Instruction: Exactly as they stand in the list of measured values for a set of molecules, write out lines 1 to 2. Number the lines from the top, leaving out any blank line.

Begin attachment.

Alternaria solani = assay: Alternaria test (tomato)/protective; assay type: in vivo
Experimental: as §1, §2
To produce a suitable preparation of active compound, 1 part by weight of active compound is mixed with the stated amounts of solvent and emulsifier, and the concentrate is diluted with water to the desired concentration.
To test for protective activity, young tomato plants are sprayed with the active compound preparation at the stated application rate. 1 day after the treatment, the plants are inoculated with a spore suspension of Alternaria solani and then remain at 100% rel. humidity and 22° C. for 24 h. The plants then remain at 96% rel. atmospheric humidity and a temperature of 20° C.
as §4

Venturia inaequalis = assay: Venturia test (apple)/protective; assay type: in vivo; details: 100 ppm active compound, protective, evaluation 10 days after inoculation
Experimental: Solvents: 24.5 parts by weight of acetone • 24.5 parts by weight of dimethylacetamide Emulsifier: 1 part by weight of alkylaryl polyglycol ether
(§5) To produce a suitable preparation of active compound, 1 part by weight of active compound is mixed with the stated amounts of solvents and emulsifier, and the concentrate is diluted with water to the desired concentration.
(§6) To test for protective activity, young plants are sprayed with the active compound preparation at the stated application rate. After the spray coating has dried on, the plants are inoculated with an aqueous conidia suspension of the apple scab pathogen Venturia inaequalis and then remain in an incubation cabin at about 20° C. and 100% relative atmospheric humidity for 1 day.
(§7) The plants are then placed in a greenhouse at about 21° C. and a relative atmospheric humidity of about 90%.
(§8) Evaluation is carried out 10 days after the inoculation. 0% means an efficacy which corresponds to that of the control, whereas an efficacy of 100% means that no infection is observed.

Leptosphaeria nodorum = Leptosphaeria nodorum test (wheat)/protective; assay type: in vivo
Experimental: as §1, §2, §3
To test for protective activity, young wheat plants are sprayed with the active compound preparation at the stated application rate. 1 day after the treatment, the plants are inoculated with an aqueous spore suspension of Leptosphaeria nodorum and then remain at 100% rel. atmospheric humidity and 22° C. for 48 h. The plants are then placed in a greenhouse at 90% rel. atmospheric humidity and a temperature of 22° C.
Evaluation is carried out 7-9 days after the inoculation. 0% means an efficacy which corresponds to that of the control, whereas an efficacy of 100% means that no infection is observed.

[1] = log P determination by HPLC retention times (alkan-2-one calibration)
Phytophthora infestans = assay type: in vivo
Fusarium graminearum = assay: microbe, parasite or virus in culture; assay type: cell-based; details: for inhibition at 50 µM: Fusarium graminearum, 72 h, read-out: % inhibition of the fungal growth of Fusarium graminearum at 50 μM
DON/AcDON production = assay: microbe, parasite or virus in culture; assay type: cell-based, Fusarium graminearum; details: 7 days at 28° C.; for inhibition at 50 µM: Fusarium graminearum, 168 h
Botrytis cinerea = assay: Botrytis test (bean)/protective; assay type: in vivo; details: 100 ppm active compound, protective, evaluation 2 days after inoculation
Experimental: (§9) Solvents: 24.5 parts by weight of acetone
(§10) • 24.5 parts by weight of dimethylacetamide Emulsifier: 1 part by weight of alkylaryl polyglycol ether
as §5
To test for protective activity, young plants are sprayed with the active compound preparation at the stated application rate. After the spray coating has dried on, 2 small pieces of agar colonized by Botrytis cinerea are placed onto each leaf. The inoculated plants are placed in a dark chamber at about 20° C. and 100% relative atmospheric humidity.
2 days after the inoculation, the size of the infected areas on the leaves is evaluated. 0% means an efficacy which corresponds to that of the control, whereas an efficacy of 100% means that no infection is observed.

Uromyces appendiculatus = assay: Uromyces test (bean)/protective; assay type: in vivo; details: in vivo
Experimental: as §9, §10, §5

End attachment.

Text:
Alternaria solani = assay: Alternaria test (tomato)/protective; assay type: in vivo
Experimental: as §1, §2